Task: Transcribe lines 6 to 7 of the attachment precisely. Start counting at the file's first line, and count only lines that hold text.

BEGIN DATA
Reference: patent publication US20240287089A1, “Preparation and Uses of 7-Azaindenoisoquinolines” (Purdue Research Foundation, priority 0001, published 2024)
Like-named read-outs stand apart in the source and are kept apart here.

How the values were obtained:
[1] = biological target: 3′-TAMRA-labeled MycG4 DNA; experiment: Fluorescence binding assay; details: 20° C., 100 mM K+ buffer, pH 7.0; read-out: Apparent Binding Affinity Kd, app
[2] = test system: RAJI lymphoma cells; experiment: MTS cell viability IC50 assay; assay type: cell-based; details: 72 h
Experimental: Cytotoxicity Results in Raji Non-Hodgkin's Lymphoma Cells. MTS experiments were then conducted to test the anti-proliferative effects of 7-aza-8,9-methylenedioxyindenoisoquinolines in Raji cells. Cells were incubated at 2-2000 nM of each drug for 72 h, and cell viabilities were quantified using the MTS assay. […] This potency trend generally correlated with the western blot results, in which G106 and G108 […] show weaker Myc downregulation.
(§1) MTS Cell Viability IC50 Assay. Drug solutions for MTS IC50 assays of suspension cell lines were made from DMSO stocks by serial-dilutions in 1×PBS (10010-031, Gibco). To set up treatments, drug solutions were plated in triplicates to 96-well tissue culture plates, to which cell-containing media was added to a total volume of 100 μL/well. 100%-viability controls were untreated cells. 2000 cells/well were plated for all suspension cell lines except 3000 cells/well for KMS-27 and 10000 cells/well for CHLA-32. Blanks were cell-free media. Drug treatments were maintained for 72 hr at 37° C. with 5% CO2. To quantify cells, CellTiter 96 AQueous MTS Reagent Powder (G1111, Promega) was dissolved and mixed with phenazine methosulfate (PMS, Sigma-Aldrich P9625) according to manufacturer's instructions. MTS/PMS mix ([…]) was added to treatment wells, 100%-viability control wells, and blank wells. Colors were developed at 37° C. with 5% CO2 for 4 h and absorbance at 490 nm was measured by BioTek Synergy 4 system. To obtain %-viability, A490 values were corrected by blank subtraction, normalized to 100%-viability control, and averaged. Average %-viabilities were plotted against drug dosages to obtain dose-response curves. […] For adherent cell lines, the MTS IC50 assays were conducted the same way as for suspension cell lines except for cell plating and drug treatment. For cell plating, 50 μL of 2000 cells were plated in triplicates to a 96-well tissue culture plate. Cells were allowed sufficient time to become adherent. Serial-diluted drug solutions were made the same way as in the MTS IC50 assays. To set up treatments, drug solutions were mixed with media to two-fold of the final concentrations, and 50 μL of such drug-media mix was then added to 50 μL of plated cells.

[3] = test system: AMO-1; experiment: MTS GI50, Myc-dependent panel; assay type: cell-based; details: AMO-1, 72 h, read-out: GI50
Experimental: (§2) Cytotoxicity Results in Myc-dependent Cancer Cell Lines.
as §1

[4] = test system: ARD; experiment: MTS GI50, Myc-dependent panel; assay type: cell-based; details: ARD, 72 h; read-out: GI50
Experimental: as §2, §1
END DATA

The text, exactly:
Experimental: Cytotoxicity Results in Raji Non-Hodgkin's Lymphoma Cells. MTS experiments were then conducted to test the anti-proliferative effects of 7-aza-8,9-methylenedioxyindenoisoquinolines in Raji cells. Cells were incubated at 2-2000 nM of each drug for 72 h, and cell viabilities were quantified using the MTS assay. […] This potency trend generally correlated with the western blot results, in which G106 and G108 […] show weaker Myc downregulation.
(§1) MTS Cell Viability IC50 Assay. Drug solutions for MTS IC50 assays of suspension cell lines were made from DMSO stocks by serial-dilutions in 1×PBS (10010-031, Gibco). To set up treatments, drug solutions were plated in triplicates to 96-well tissue culture plates, to which cell-containing media was added to a total volume of 100 μL/well. 100%-viability controls were untreated cells. 2000 cells/well were plated for all suspension cell lines except 3000 cells/well for KMS-27 and 10000 cells/well for CHLA-32. Blanks were cell-free media. Drug treatments were maintained for 72 hr at 37° C. with 5% CO2. To quantify cells, CellTiter 96 AQueous MTS Reagent Powder (G1111, Promega) was dissolved and mixed with phenazine methosulfate (PMS, Sigma-Aldrich P9625) according to manufacturer's instructions. MTS/PMS mix ([…]) was added to treatment wells, 100%-viability control wells, and blank wells. Colors were developed at 37° C. with 5% CO2 for 4 h and absorbance at 490 nm was measured by BioTek Synergy 4 system. To obtain %-viability, A490 values were corrected by blank subtraction, normalized to 100%-viability control, and averaged. Average %-viabilities were plotted against drug dosages to obtain dose-response curves. […] For adherent cell lines, the MTS IC50 assays were conducted the same way as for suspension cell lines except for cell plating and drug treatment. For cell plating, 50 μL of 2000 cells were plated in triplicates to a 96-well tissue culture plate. Cells were allowed sufficient time to become adherent. Serial-diluted drug solutions were made the same way as in the MTS IC50 assays. To set up treatments, drug solutions were mixed with media to two-fold of the final concentrations, and 50 μL of such drug-media mix was then added to 50 μL of plated cells.